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Prog's New Face

Deadwood Forest (from left to right): Ryan Guidry, Mitch Mignano, Kurt Coburn and Andy McWilliams.
Tim Murray

In high school a few short years ago Mitch Mignano worked the counter at a Blockbuster record store in a mall in Baytown. One day, says Mignano, "some guy came in wanting to special-order a Moody Blues solo album, Justin Hayward or whatever." Ever diligent, Mignano picked up the phone, dialed the appropriate number and was put on hold for untold minutes. He began to make small talk with the customer across the register. Mignano, a keyboard player, told the man how much he loved the Mellotron, the electronic instrument of choice among progressive rock bands such as the Moody Blues. Amused, the customer said he actually owned one of the coveted instruments but hadn't used it in years. Mignano, poker-faced, asked if he could take a look at it. The man said sure.

A few days later Mignano was climbing to the third floor of the guy's house to check out the instrument, one of only 2,500 reportedly ever made. The contraption barely worked, but Mignano paid the man $500 (half of what the owner had originally forked over). The instrument, as it was, was probably worth about $2,000, says Mignano. In any case, he got a deal.

Though he didn't know it at the time, Mignano -- by purchasing this oversize musical instrument -- had taken the first step toward becoming an integral part of a national underground cultural movement.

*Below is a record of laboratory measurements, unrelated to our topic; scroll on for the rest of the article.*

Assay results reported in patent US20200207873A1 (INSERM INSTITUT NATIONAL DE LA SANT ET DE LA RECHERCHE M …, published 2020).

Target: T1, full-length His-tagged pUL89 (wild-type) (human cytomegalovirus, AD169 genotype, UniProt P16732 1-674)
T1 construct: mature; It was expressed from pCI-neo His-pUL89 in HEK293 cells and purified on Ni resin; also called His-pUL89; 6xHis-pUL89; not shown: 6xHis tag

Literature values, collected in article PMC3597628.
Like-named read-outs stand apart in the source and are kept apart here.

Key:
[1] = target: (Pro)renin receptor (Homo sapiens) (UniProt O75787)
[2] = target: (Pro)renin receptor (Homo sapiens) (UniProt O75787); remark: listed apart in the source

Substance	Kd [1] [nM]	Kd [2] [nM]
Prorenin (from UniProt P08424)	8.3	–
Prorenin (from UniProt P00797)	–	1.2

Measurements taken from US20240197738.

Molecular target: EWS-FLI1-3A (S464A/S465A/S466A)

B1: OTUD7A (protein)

Just in the last couple of years there has been a resurgence of interest in progressive rock, a genre signified by the sound of the Mellotron, shifty time signatures, science-fictiony lyrics about the apocalypse, virtuosic playing and performers in wizard outfits. Mignano, now in his early twenties, eventually restored his instrument and put it to use in his band, Deadwood Forest, which was created while he was still in high school. The result: one of this region's most significant contributors to the renaissance in prog.

Progressive, or prog, rock emerged in the early 1970s when Pink Floyd, Yes and dozens of other bands made up of former art students in England pioneered the sound, which didn't yet have a name. These musicians incorporated classical and often overblown (read: pretentious) elements into their music. Think long-ass keyboard solos. Think album-side-long songs. Think rock for math majors. The sound soon spread to America and, later, the rest of the world.

But after success throughout the '70s, when bands such as Genesis, Rush and King Crimson filled hockey arenas regularly, prog became déclassé, which it remained -- until now.

Interest in prog is not so easy to quantify. But for one thing, it exists on the Internet -- big-time. Literally thousands of bands, either prog-present or prog-past, have fanatic followings on the Web. There are fan-created home pages, and raging discussion groups, where collectors haggle over rare vinyl or even MP3 recordings of songs by the most obscure prog rock acts. Also, over the past few years a number of festivals, in the United States and abroad, have sprouted up. Some attract large numbers of fans from all over the world. Prog Day, held every year in Chapel Hill, North Carolina, began in 1995 and is now an institution. And in San Francisco, ProgFest has become an annual destination. And like most prog bands, the performers who play these festivals and those overseas have remained impossible to mainstream. Radio is set up for the "two-minute market," or so says Rich Patz, president of Shroom Records. "You can't get as many advertisements in if all your songs are 12 minutes."

Patz and partner Greg Putman have built their nationally distributed mini-empire based in Houston by reissuing older, "undiscovered" Texas psychedelic or prog bands. But they're betting on Deadwood Forest and the band's soon-to-be-released debut, Mellodramatic, to attract attention to the label.